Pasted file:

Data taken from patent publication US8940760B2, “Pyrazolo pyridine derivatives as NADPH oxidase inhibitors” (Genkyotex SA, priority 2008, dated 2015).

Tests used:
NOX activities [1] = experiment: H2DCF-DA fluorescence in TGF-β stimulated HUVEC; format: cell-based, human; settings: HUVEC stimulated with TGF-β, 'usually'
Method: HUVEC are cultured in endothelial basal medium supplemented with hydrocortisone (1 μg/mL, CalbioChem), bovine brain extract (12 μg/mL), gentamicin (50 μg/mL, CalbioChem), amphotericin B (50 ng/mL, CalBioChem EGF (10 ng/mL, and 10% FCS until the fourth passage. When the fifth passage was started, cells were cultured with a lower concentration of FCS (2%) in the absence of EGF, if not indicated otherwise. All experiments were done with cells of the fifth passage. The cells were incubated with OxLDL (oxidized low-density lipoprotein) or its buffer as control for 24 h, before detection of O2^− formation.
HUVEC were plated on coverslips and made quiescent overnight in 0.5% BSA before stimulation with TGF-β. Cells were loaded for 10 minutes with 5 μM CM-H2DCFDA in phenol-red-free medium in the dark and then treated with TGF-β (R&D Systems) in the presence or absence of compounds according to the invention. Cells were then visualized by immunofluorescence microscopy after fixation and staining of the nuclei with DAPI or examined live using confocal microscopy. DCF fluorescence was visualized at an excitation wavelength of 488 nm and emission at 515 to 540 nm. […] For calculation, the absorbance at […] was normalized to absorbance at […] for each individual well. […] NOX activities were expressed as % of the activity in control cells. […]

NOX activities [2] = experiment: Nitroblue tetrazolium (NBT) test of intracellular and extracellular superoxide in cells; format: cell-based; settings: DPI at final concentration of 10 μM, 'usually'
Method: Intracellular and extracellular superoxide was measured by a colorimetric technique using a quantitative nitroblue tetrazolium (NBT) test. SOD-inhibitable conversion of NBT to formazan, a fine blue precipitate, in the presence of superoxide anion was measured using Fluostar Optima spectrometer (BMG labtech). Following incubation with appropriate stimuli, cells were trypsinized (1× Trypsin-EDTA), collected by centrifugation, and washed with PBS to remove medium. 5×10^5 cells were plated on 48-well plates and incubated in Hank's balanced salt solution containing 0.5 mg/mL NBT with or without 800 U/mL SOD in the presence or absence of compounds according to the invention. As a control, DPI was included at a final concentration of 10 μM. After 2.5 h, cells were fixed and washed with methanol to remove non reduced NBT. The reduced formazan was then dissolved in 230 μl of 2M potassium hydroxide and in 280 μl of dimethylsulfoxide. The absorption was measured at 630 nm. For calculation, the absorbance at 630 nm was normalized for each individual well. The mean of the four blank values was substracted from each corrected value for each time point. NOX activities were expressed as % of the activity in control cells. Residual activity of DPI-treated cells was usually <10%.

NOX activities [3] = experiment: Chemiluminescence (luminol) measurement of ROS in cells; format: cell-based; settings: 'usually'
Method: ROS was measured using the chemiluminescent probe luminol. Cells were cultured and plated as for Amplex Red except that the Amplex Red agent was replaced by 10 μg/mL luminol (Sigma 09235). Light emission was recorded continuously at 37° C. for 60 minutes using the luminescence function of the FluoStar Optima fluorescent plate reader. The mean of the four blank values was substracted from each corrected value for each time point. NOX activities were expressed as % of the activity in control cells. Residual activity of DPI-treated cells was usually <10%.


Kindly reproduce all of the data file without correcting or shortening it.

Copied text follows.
Data taken from patent publication US8940760B2, “Pyrazolo pyridine derivatives as NADPH oxidase inhibitors” (Genkyotex SA, priority 2008, dated 2015).

Tests used:
NOX activities [1] = experiment: H2DCF-DA fluorescence in TGF-β stimulated HUVEC; format: cell-based, human; settings: HUVEC stimulated with TGF-β, 'usually'
Method: HUVEC are cultured in endothelial basal medium supplemented with hydrocortisone (1 μg/mL, CalbioChem), bovine brain extract (12 μg/mL), gentamicin (50 μg/mL, CalbioChem), amphotericin B (50 ng/mL, CalBioChem EGF (10 ng/mL, and 10% FCS until the fourth passage. When the fifth passage was started, cells were cultured with a lower concentration of FCS (2%) in the absence of EGF, if not indicated otherwise. All experiments were done with cells of the fifth passage. The cells were incubated with OxLDL (oxidized low-density lipoprotein) or its buffer as control for 24 h, before detection of O2^− formation.
HUVEC were plated on coverslips and made quiescent overnight in 0.5% BSA before stimulation with TGF-β. Cells were loaded for 10 minutes with 5 μM CM-H2DCFDA in phenol-red-free medium in the dark and then treated with TGF-β (R&D Systems) in the presence or absence of compounds according to the invention. Cells were then visualized by immunofluorescence microscopy after fixation and staining of the nuclei with DAPI or examined live using confocal microscopy. DCF fluorescence was visualized at an excitation wavelength of 488 nm and emission at 515 to 540 nm. […] For calculation, the absorbance at […] was normalized to absorbance at […] for each individual well. […] NOX activities were expressed as % of the activity in control cells. […]

NOX activities [2] = experiment: Nitroblue tetrazolium (NBT) test of intracellular and extracellular superoxide in cells; format: cell-based; settings: DPI at final concentration of 10 μM, 'usually'
Method: Intracellular and extracellular superoxide was measured by a colorimetric technique using a quantitative nitroblue tetrazolium (NBT) test. SOD-inhibitable conversion of NBT to formazan, a fine blue precipitate, in the presence of superoxide anion was measured using Fluostar Optima spectrometer (BMG labtech). Following incubation with appropriate stimuli, cells were trypsinized (1× Trypsin-EDTA), collected by centrifugation, and washed with PBS to remove medium. 5×10^5 cells were plated on 48-well plates and incubated in Hank's balanced salt solution containing 0.5 mg/mL NBT with or without 800 U/mL SOD in the presence or absence of compounds according to the invention. As a control, DPI was included at a final concentration of 10 μM. After 2.5 h, cells were fixed and washed with methanol to remove non reduced NBT. The reduced formazan was then dissolved in 230 μl of 2M potassium hydroxide and in 280 μl of dimethylsulfoxide. The absorption was measured at 630 nm. For calculation, the absorbance at 630 nm was normalized for each individual well. The mean of the four blank values was substracted from each corrected value for each time point. NOX activities were expressed as % of the activity in control cells. Residual activity of DPI-treated cells was usually <10%.

NOX activities [3] = experiment: Chemiluminescence (luminol) measurement of ROS in cells; format: cell-based; settings: 'usually'
Method: ROS was measured using the chemiluminescent probe luminol. Cells were cultured and plated as for Amplex Red except that the Amplex Red agent was replaced by 10 μg/mL luminol (Sigma 09235). Light emission was recorded continuously at 37° C. for 60 minutes using the luminescence function of the FluoStar Optima fluorescent plate reader. The mean of the four blank values was substracted from each corrected value for each time point. NOX activities were expressed as % of the activity in control cells. Residual activity of DPI-treated cells was usually <10%.